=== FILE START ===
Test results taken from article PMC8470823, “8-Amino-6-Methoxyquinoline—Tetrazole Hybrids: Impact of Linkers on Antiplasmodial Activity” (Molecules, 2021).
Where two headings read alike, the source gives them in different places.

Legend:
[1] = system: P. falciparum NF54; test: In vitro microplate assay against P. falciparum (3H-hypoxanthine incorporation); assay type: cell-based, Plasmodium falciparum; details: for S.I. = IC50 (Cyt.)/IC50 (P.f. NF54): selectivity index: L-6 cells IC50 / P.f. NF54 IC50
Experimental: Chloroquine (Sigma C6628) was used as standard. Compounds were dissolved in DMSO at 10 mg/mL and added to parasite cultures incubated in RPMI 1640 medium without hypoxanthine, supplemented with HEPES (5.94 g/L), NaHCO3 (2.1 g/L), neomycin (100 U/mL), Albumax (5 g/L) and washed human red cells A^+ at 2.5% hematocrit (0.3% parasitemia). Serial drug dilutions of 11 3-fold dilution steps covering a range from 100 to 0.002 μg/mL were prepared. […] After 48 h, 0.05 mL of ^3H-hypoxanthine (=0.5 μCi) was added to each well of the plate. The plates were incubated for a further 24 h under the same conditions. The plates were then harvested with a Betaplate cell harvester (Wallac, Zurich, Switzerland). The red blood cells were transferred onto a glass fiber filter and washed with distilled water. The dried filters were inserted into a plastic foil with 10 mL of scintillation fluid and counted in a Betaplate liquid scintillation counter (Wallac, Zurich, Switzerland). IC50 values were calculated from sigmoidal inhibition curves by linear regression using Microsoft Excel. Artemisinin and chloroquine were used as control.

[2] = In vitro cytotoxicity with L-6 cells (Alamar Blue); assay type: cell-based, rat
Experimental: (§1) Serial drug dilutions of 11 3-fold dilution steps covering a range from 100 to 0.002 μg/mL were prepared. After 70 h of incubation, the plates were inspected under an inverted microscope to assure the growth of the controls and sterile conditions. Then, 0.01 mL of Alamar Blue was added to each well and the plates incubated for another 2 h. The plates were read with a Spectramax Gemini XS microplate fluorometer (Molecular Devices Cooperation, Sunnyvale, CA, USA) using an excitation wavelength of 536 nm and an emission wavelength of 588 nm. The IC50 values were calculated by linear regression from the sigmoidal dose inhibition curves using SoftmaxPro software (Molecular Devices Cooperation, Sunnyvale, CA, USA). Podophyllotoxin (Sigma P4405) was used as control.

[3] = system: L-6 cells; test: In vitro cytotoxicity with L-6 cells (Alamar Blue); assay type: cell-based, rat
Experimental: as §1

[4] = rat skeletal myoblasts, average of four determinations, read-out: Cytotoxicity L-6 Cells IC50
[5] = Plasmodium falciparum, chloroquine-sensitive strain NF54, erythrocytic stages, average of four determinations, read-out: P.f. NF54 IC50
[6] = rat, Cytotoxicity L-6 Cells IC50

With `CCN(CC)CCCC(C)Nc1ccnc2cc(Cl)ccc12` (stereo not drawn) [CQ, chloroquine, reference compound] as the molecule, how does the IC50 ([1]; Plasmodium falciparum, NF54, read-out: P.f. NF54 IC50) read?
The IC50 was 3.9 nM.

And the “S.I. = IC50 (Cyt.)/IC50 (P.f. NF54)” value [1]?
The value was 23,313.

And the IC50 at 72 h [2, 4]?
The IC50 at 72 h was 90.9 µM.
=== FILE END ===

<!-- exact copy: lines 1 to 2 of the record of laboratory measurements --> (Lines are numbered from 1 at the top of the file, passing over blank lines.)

Test results taken from article PMC8470823, “8-Amino-6-Methoxyquinoline—Tetrazole Hybrids: Impact of Linkers on Antiplasmodial Activity” (Molecules, 2021).
Where two headings read alike, the source gives them in different places.